T. Urban, M. Große-Kampmann, D. Tatang, T. Holz, and N. Pohlmann:
„Plenty of Phish in the Sea: Analyzing Potential Pre-Attack Surface”.
European Symposium on Research in Computer Security –
Advanced Persistent Threats (APTs) are one of the main challenges in modern computer security. They are planned and performed by well-funded, highly-trained and often state-based actors. The first step of such an attack is the reconnaissance of the target. In this phase, the adversary tries to gather as much intelligence on the victim as possible to prepare further actions. An essential part of this initial data collection phase is the identification of possible gateways to intrude the target.
In this paper, we aim to analyze the data that threat actors can use to plan their attacks. To do so, we analyze in a first step 93 APT reports and find that most (80 %) of them begin by sending phishing emails to their victims. Based on this analysis, we measure the extent of data openly available of 30 entities to understand if and how much data they leak that can potentially be used by an adversary to craft sophisticated spear phishing emails. We then use this data to quantify how many employees are potential targets for such attacks. We show that 83 % of the analyzed entities leak several attributes of uses, which can all be used to craft sophisticated phishing emails.
Today, advanced persistent threats (APTs) represent one of the most dangerous types of attacks, as a malicious actor focuses a tremendous amount of resources into an attack on a selected target. Often such attacks utilize social engineering methods—especially spear phishing—to initially infect the system in the target’s network (e. g., via an email attachment). For an attacker, one of the first steps is to collect as much information as possible on the target to plan their further steps (e. g., used technologies or intelligence on employees to craft spearphishing emails). This data collection mostly happens unnoticed since the adversaries often rely on open-source intelligence (OSINT) data, which can be accessed by anyone. The collection of such data cannot be measured, or at least the crawling cannot be distinguished from benign traffic.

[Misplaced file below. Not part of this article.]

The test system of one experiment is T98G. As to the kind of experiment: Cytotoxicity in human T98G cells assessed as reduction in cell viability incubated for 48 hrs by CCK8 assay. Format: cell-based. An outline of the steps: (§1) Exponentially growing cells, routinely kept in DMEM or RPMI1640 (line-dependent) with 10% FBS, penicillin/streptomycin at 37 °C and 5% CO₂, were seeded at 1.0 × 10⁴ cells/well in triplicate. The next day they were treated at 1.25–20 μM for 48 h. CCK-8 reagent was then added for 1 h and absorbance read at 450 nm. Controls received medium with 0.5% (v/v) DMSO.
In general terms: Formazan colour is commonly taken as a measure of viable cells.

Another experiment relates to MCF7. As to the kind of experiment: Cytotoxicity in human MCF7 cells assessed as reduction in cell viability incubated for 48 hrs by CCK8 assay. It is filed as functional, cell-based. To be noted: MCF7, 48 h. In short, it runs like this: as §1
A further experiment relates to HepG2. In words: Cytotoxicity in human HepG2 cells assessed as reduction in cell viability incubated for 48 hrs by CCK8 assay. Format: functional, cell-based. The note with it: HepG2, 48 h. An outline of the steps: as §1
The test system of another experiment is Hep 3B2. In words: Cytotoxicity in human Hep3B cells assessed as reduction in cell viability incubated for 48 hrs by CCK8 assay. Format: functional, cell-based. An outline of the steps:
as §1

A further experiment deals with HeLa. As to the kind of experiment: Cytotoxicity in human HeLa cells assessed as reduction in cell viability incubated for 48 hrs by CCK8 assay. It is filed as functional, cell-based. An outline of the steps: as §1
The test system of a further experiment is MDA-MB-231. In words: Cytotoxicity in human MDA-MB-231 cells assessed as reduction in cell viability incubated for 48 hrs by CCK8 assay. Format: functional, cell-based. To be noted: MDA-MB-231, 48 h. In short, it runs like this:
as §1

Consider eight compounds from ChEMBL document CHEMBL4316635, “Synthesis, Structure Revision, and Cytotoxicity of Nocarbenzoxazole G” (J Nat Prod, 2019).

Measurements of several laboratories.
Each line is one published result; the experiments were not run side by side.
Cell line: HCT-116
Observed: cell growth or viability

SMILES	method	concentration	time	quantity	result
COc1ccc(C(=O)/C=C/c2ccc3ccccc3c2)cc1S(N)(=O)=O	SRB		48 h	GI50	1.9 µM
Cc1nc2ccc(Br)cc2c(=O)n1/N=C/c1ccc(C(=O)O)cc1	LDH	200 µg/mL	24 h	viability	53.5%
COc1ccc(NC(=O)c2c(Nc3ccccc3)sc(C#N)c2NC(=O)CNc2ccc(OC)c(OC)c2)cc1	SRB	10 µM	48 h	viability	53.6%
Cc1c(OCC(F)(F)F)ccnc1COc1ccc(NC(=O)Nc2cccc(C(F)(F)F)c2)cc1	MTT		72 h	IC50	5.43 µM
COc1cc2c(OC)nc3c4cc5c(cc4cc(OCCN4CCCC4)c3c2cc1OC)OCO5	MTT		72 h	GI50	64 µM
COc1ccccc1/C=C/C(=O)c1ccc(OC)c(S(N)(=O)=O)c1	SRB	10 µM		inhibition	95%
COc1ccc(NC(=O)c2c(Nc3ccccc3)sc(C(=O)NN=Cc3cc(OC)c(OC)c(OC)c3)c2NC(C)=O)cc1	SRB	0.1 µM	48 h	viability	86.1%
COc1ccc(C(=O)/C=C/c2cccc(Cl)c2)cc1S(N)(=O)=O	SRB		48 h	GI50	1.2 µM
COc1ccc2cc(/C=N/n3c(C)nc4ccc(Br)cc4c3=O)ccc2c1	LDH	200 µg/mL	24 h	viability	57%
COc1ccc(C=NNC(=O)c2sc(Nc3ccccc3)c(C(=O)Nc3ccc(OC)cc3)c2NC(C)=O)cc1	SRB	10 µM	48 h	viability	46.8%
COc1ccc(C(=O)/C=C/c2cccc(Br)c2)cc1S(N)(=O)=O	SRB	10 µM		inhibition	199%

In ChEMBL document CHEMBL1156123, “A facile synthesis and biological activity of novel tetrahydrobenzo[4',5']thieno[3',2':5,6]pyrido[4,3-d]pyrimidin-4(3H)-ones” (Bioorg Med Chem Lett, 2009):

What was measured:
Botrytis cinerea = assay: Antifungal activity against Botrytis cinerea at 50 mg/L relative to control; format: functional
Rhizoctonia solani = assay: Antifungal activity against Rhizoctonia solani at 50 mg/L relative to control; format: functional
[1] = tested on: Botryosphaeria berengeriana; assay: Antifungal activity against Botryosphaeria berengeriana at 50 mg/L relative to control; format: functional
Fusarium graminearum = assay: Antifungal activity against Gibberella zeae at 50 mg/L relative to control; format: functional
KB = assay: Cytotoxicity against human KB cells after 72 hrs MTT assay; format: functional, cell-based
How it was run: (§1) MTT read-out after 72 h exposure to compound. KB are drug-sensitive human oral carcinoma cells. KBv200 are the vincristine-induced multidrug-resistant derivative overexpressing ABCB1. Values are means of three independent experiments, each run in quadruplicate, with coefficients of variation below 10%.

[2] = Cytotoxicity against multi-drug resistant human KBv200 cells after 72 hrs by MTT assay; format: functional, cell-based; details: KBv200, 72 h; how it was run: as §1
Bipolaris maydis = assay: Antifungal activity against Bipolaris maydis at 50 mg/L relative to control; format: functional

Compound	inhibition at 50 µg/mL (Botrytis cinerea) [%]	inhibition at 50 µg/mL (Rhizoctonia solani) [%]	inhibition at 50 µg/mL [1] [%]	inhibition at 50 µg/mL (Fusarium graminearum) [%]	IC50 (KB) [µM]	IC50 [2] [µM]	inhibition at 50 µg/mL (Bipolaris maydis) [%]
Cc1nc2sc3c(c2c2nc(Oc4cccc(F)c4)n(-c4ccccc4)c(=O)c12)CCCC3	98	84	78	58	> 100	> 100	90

In this paper, we aim to understand and measure which publicly available data malicious actors can potentially utilize to plan and conduct their attacks with a strong emphasis on data an adversary can use to design sophisticated phishing campaigns. To the best of our knowledge, all previous work exclusively aims to detect attacks while they happen, to investigate them after the adversaries performed the attack, or to compare different APT campaigns. We aim to illuminate the data publicly available to adversaries during their initial reconnaissance phase by analyzing a diverse set of organizations (n = 30). In a first step, we analyze 93 APT reports with a strong focus on the different approaches how actors get access to a company’s network and which techniques they use to do so. We show that an overwhelming majority of 80 % use targeted phishing emails to lure users to unknowingly infect their system (e. g., clicking on a malicious email attachment). Based on this finding, we crawled nearly 5 million websites, analyzed more than 250,000 documents, and over 18,000 social media profiles regarding data that can be used to create
personalized phishing emails. We then quantify the magnitude of publicly available data companies (unknowingly) leak and show that 90 % of them leak data that adversaries can use for the desired task. Furthermore, we show that, on average, 71 % of the employees we identified leaked several attributes that can be used for phishing attacks as we found several work-related information on them that an adversary can use in a targeted phishing campaign (e. g., supervisors, the focus of work, or the used software).
In summary, we make the following key contributions:
- We analyze real-world APT campaigns and identify the most common tactics adversaries use during an attack and map these tactics and techniques onto the MITRE PRE-ATT&CK framework.
- We measure the magnitude of data that companies (unknowingly) expose that can be used by adversaries to craft spear phishing emails. To this end, we crawl several publicly available data sources (e. g., social networks and openly available information on data leaks) and the company’s infrastructure.
- We analyze how many employees of a company leak enough attributes to
write highly sophisticated phishing mails. We find that over 83 % of all analyzed companies provide rich target for spear phishing attacks.